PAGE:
ProtozoansAmebiasis.docx

ProtozoansAmebiasis.docx - Protozoans: Amebiasis In most...

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Protozoans: Amebiasis Definition In most infected individuals, E. histolytica parasitizes the lumen of the gastrointestinal tract and causes few or no symptoms or sequelae . The 2 most common forms of disease caused by E. histolytica are amebic colitis with parasitic invasion of the intestinal mucosa, and amebic liver abscess with dissemination of the parasite to the liver. Etiology Two morphologically identical but genetically distinct species of Entamoeba commonly infect humans. Entamoeba dispar, the more prevalent species, is associated only with an asymptomatic carrier state. E. histolytica, the pathogenic species, can become invasive, causing symptomatic disease . Infection is established by ingestion of parasite cysts, which measure 10–18 mm in diameter and contain 4 nuclei. Cysts are resistant to environmental conditions such as low temperature and the concentrations of chlorine commonly used in water purification but can be killed by heating to 55°C . After ingestion, the cyst, which is resistant to gastric acidity and digestive enzymes, excysts in the small intestine to form 8 trophozoites. These large, actively motile organisms colonize the lumen of the large intestine and may invade the mucosal lining. Infection is not transmitted by trophozoites because of their rapid degeneration outside the body and especially in the low pH of normal gastric contents if swallowed. Epidemiology Prevalence of infection with E. histolytica varies greatly depending on region and socioeconomic status. Most prevalence studies have not distinguished between E. histolytica and E. dispar, so the true prevalence of E. histolytica infection from these studies is not known. It is estimated that infection with E. histolytica leads to 50 million cases of symptomatic disease and 40,000–110,000 deaths annually. Amebiasis is the 3rd leading parasitic cause of death worldwide . Prospective studies have demonstrated that 4–10% of individuals infected with E. histolytica develop amebic colitis, and <1% of individuals develop disseminated disease, such as amebic liver abscess . These numbers vary by region: in South Africa and Vietnam, liver abscesses form a disproportionately large number of the cases of invasive disease due to E. histolytica. Amebic liver abscesses are rare in children and occur equally frequently in male and female children, whereas in adults, amebic liver abscesses occur predominantly in men. Amebiasis is highly endemic in Africa, Latin America, India, and Southeast Asia. In the United States, amebiasis is seen most frequently in immigrants from or travelers to developing countries . Residents of institutions for the mentally retarded and men who have sex with men are also at increased risk for invasive amebiasis, although most Entamoeba infections in the latter group are E. dispar. Food or drink contaminated with Entamoeba cysts and direct fecal-oral contact are the most common means of infection. Untreated water and human feces used as fertilizer are important sources of infection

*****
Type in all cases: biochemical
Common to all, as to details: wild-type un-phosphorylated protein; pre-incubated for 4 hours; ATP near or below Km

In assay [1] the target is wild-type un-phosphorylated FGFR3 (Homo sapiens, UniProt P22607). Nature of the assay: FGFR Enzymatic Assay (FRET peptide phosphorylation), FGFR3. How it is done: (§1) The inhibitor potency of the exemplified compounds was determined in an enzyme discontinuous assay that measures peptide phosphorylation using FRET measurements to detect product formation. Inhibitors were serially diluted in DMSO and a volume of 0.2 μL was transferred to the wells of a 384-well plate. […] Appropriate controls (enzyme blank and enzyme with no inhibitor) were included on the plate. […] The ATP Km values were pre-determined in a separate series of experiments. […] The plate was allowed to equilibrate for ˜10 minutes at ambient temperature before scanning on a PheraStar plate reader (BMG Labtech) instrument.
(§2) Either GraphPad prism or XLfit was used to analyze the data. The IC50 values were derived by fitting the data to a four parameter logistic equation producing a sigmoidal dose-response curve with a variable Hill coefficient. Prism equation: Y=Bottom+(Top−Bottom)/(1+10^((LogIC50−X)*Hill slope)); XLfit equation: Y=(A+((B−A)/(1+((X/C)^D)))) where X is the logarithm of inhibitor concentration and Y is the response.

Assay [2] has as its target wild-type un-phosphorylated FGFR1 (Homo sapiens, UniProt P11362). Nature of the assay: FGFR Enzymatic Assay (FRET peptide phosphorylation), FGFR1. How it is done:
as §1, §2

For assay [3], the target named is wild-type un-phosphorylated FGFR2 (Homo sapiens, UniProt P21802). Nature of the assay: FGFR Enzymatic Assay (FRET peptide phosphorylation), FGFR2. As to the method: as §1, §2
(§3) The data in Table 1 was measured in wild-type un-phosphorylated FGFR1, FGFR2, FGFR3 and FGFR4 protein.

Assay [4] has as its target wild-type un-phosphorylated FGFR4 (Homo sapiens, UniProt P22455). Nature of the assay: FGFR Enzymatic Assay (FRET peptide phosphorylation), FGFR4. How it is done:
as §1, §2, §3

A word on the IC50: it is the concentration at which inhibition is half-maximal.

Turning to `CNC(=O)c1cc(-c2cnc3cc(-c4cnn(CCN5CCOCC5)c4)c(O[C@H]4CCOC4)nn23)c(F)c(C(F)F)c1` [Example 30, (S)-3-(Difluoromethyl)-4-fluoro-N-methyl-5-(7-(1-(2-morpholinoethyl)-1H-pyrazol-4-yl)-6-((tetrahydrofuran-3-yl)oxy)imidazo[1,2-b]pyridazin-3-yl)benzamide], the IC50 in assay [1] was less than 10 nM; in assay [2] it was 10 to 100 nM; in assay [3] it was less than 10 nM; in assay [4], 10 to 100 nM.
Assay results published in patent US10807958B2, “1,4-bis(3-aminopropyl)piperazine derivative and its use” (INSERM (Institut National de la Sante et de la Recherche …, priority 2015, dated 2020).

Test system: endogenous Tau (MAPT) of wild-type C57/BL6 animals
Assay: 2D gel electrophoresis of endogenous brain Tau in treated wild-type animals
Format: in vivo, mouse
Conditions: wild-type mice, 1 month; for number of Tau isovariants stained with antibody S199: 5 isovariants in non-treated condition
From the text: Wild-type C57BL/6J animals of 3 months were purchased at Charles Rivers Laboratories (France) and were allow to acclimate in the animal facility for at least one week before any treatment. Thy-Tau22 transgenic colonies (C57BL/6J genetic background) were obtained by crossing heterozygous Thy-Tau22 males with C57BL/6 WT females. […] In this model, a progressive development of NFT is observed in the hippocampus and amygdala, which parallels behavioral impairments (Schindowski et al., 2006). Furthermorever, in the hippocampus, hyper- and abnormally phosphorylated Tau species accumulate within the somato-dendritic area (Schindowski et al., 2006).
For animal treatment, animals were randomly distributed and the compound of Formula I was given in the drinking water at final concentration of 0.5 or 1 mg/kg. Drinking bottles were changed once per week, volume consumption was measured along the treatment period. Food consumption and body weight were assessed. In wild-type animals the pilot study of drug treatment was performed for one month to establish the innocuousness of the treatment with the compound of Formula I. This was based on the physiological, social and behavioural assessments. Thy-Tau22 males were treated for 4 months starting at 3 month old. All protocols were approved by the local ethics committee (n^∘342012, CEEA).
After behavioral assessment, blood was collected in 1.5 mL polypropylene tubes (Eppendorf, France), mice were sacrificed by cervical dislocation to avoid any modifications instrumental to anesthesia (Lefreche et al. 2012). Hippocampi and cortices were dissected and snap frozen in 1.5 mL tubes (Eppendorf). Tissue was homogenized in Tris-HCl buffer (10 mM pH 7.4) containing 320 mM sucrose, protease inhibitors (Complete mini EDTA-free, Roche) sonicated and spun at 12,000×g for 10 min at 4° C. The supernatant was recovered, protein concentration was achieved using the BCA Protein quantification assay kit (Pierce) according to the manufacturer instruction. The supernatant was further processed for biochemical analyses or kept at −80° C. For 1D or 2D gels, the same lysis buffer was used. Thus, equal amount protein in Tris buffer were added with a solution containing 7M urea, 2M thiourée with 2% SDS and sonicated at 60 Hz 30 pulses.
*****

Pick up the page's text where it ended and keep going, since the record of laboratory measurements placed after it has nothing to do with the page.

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This note was uploaded on 02/18/2012 for the course PAS 600 - 601 taught by Professor Garrubba during the Fall '10 term at Chatham University.

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ProtozoansAmebiasis.docx - Protozoans: Amebiasis In most...

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